# the difference between a parabola and a catenary

1.01K views
0

the difference between a parabola and a catenary

In: Mathematics

Fundamentally, it’s a different formula. Parabolas rely on a square to create the curve ( y=x^(2) ) while catenaries use the hyperbolic cosine function “cosh” ( y=cosh(x) ).

One of the simpler differences is that if you extended the “arms” of the curve to infinity, a parabola’s arms will trend toward parallel, while a catenary’s will not.

In terms of engineering forms:

A parabola is the deflected shape that forms when the load is uniform along the *span* of a member (assuming uniform stiffness and pinned ends).

A catenary is when the load is uniform along the *length* or *slope* of the cable. The difference is that the cable has a slope to it, so if you take a 1 foot span (horizontal) length near the ends there will be maybe 1.2 feet of cable sloping down, while at the mid span a 1 foot length of span will be basically 1 foot as the cable is essentially flat. This means there’s somewhat more load towards the ends of the span than there is at the middle.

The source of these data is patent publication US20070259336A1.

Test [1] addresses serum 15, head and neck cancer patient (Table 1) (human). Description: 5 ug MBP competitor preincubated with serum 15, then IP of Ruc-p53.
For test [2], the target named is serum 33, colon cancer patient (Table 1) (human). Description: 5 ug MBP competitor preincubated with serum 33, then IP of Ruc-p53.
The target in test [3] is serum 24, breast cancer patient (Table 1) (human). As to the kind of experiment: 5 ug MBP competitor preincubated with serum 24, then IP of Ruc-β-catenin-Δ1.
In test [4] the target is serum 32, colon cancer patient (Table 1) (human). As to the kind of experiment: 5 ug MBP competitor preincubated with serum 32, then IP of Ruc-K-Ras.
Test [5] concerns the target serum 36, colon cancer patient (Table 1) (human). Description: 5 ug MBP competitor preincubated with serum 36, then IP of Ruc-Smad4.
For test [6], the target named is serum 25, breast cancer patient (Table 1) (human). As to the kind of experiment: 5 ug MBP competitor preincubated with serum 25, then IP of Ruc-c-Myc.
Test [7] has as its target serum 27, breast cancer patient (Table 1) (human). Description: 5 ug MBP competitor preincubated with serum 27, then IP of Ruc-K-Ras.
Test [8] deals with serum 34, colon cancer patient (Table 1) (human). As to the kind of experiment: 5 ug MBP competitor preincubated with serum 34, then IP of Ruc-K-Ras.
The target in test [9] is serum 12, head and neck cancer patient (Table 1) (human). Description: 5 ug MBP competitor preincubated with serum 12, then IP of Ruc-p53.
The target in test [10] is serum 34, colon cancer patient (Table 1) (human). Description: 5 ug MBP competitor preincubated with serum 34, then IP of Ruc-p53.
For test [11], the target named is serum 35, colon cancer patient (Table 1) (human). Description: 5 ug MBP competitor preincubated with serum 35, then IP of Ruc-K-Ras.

So things like chains and power cables hang as catenaries, while something like a suspension bridge will be hang as a catenary during construction (prior to hanging the deck from the cables) but will be *mostly* a parabola once complete as the deck is much heavier than the cables and applies a mostly uniform load to the span.

I’ll try to make this an explanation for a five year old.

Both are curves that looks similar but aren’t exactly the same.

A parabola is the shape a baseball follows when you toss it at up an angle and gravity slows it down and pulls it back to earth.

A catenary is the shape a rope takes when it hangs tied at both ends and sags under its own weight.

The baseball has only the force of gravity acting on it. It is pulled down evenly the whole time.

The rope has the force of gravity but also the tension of the two ends of the rope. Gravity pulls down but also pulls “out” because rope is pulling on the anchors it’s tied to.

So the equations that are required to describe each type of curve are very different. You can’t describe a catenary with a parabola. It doesn’t account for the pulling back of the rope. It’s more complex and needs different kinds of equations to describe them.